Vehicle owners with horn retrofits can be fined up to RM2,000 and six months in jail.
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Authorities are now going after vehicles with “tenonet” horn sounds.
What is a tenonet horn sound you ask? We’ll take a listen to some of the colourful honks made by the lorries and busses reprimanded by Selangor’s Road Transportation Department (JPJ) in an operation to drive away motorists with illegally modified honkers.
The Nusantara navigator
The bumping bus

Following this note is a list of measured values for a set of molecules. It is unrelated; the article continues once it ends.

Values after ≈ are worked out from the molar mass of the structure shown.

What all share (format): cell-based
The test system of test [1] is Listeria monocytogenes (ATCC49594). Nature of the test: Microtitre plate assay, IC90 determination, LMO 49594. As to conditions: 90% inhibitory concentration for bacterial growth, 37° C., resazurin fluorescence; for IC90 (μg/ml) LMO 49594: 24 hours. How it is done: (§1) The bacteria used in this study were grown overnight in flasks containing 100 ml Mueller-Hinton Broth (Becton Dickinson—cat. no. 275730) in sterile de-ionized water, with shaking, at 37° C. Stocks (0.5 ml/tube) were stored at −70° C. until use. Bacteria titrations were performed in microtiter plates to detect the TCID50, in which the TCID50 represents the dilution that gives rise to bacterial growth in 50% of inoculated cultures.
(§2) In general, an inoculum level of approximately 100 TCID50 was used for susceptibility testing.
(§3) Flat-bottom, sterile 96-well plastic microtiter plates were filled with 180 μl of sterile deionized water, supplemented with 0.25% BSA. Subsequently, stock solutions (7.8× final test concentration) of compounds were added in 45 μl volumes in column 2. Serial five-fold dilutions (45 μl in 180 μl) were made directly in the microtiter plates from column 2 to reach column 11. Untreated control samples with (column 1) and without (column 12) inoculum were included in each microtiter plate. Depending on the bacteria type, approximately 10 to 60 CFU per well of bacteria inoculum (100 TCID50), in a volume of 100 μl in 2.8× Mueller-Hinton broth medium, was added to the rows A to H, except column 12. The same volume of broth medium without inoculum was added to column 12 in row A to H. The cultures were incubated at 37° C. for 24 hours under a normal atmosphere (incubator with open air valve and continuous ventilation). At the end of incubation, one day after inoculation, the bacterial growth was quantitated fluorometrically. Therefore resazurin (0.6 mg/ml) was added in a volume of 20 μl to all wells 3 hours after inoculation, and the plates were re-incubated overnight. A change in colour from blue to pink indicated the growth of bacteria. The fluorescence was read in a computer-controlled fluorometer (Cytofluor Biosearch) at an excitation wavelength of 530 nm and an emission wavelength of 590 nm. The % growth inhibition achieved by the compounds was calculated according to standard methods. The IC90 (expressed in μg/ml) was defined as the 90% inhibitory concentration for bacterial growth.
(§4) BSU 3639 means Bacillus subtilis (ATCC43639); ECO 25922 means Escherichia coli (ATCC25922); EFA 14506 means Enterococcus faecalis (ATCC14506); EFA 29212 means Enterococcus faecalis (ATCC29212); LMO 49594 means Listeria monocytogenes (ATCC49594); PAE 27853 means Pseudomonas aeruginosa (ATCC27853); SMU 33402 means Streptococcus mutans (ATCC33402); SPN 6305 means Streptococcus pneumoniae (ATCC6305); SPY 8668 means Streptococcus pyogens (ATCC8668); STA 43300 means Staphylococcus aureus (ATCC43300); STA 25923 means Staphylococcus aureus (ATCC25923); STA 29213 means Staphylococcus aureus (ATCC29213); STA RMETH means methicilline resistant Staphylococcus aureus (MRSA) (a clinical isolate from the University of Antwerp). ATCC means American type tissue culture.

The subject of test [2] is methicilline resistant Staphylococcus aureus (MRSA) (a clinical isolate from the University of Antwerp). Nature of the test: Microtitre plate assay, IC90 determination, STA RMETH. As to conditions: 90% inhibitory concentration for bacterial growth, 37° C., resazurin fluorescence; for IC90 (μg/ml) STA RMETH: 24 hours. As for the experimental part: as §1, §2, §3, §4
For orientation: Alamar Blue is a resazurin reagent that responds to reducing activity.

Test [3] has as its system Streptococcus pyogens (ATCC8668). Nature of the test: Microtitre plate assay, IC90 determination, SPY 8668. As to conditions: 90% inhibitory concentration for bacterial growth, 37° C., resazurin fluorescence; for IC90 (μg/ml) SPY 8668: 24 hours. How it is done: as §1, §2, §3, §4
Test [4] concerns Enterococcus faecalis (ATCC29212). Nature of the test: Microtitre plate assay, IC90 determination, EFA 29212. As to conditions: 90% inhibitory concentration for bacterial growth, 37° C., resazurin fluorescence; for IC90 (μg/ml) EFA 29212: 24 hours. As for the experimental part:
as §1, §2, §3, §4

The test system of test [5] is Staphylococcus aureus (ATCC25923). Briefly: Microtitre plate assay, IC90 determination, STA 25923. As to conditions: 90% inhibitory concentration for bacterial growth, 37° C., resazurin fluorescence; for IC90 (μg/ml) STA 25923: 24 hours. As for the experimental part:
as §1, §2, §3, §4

Rhythm is against the law
JPJ strictly reminds Malaysians that it was against the law to have rhythmic or horns with more than a single tone installed on vehicles because not only does it confuse other road users, the noise also disturbs people.
Horns are an important feature on vehicles and function to provide warning, reminder or a signal to other motorists with the use of sound, But, the use of horns with more than a single tone can confuse other road users about the message that’s being conveyed and can disrupt public peace if the noise were made in residential areas.Selangor JPJ via Facebook
Motorists who are caught with these funky sounding horns retrofitted on their vehicles can face a maximum fine of RM2,000 or six months in jail under section 119 of the Road Transport Act 1987 (Act 333).
Typing out trending issues and walking the fine line between deep and dumb.